‘I am come that you might have life, My life, and that you might have it in overflowing abundance.’ These are still His words to us today.

Being Christian is so much more than rules which bring argument and frustration. It is living in the manner we were designed. Living in relationship with God. And we enter it by believing it is possible and openning our minds, emotions, and lives to the God that is there.

Deep Survival…

Last Wednesday evening, I went to a meet-n-greet  at a church I’ve begun to attend.  We gather every Wednesday for three weeks to meet other new people, some regular attenders, and members of the church staff. We met in a coffee shop in the church and sat at round tables seating 6 people per table. I was at a table with a couple in their thirties with kids, who were new to the church. The other couple at the table were older than I, but not much. They had been attending for a year or so, but were fairly new to the Kansas City area. They originally lived in Hayes, Kansas and had for their whole lives, so were suffering suburban culture shock.

 One of the ice-breakers they used was to have each table plan a trip. We had to decide our destination, how we would get there, and what route we would take. The group I was in decided we would go to the mountains of Southern California by way of Washington state. We decided to travel by RV with tents so those who wanted comfort were happy and those liking it a little rougher were also satisfied. We decided to take turns driving, and once we got to Seattle, we would travel down the Pacific coast. We did say our destination was Big Bear, California… I don’t really know where that is, but I figured I could find it with a map. We decided to take our time and not stop for every largest-ball-of-rolled-up-string, yet stop where we could take time photographing the beauty of nature, because there were other photography hobbiests in the group. The fantasy was fun. After a few minutes, the pastor leading the activity introduced the point behind our fantasy trip. He introduced 4 categories within which he suggested people fell into when it came to faith in Christ. Our next task as a table, was to identify which group we each were in……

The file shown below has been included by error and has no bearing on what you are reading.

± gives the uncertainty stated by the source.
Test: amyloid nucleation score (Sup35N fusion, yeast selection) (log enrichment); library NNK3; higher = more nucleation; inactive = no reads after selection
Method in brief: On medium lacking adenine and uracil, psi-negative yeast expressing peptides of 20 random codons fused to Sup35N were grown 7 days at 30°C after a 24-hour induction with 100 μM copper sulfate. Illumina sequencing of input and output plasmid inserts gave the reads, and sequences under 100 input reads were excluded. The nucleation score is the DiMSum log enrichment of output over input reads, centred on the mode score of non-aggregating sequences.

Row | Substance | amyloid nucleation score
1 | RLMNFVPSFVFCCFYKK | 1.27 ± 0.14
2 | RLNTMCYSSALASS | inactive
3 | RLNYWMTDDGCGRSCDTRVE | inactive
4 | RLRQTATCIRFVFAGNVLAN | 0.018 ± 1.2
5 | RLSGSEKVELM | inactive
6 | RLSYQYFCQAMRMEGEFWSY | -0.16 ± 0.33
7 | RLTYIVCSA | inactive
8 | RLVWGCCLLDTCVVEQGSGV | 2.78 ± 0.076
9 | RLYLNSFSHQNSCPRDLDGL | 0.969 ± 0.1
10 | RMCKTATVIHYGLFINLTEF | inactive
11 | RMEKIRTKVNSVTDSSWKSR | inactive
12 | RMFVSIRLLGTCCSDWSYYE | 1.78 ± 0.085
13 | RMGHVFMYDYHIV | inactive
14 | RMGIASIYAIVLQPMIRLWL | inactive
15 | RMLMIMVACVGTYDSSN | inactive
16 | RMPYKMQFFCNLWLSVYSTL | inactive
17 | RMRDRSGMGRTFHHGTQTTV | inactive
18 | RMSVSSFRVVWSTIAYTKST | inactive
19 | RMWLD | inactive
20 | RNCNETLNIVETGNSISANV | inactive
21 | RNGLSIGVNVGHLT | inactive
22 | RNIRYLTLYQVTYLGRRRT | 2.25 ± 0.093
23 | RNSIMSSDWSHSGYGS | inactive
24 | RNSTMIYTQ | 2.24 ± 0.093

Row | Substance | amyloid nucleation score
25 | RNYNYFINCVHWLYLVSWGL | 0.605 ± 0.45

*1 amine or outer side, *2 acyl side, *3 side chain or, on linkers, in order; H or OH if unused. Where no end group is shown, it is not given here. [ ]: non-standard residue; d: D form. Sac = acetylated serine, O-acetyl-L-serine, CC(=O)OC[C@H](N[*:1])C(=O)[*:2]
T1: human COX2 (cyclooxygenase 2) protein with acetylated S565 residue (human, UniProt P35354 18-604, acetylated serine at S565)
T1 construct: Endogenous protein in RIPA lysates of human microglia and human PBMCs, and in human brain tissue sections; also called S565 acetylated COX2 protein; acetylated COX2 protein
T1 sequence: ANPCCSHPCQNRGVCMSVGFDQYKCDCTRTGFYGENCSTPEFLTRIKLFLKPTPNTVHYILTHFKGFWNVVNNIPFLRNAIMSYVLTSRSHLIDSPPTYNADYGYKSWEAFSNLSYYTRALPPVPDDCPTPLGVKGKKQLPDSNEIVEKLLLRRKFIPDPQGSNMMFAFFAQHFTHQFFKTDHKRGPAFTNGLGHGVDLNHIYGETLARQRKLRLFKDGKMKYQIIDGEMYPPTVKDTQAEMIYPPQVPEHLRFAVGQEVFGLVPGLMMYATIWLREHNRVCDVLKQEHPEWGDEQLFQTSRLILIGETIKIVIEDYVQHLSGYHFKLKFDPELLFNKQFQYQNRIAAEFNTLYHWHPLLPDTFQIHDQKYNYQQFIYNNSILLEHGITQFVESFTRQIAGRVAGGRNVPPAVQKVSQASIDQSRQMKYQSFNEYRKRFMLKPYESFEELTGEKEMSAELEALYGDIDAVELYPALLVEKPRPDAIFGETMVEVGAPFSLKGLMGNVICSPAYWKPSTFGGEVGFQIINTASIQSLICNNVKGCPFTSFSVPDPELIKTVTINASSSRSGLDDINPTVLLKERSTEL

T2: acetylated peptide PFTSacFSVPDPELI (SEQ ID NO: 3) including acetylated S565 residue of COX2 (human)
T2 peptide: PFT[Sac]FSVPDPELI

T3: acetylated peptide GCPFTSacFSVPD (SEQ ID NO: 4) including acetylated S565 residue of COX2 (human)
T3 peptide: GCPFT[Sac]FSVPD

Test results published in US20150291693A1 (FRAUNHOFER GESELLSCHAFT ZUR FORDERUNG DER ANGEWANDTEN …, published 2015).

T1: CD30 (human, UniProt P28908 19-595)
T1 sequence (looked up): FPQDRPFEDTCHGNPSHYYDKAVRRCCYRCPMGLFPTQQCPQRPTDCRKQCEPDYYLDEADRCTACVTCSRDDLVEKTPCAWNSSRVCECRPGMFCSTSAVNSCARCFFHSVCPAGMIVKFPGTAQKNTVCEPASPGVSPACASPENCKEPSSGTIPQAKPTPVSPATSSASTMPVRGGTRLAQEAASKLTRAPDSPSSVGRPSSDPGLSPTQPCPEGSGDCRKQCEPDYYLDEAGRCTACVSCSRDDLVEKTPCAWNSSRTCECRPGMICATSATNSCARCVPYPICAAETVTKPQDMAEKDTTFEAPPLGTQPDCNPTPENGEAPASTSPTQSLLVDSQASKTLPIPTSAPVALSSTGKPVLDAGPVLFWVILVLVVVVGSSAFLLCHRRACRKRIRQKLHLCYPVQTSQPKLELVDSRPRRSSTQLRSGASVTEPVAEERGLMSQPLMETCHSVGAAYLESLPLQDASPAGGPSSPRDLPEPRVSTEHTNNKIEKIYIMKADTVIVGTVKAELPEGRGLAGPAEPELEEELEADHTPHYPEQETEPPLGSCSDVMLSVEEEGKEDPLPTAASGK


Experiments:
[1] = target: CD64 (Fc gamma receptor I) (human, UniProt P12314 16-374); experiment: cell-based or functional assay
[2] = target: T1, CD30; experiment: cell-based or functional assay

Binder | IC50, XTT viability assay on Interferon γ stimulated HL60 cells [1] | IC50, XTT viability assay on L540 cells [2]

The people were all nice, the atmosphere light and friendly, the deserts good… a relaxed vibe….. But….

If I were someone with no church background and apprehensive with meeting christians in a foreign environment… I don’t think I would feel comfortable with such immediate forced intimacy, let alone have no life experiences to be able to answer the question, so I would sit there feeling very awkward.

Secondly, I have a distinct problem with trying to divide my spiritual journey into categories. Do we really ever know what category we are in? I much prefer the metaphor of relationship when referring to matters of faith or that of a journey. Yet even those metaphors only give a dim presentation of a life of faith.  So, I understood what they were trying to get us to do: quantify where we were on that day in our journey of faith, and then to define a destination. And that’s a good practice.

During discussion about what category we each fell in, I refused to follow the rules of defining my relationship with God according to a category. I started to talk about a relational journey. The older guy at my table started to interact with me about the journey metaphor and where he was in life. He was now living in an area very foreign to him, and was trying to adapt. I also got the distinct impression that he, too, was going through the re-evaluation that is common at mid-life. I mentioned that sometimes when our destination is Seattle, Washington and we think we are in Helena, Montana, we suddenly find that we are actually in Lincoln, Nebraska. Sometimes we think we are much further down the road in life than we actually are. I said that I believed when we hit our 40’s, one of things that happens is that we actually start to look around to see where we are. Life has begun to slow down a little. The kids are older, and more self-sufficient. We have been in the grinder of work and financial pressure for long enough to become wiser about what is really valuable, and what only appears valuable. So we stop to evaluate where we are…. Are we happy? Are we living according to our giftedness? What have we valued in our lives previously and do the values have long term worth? What about our relationships?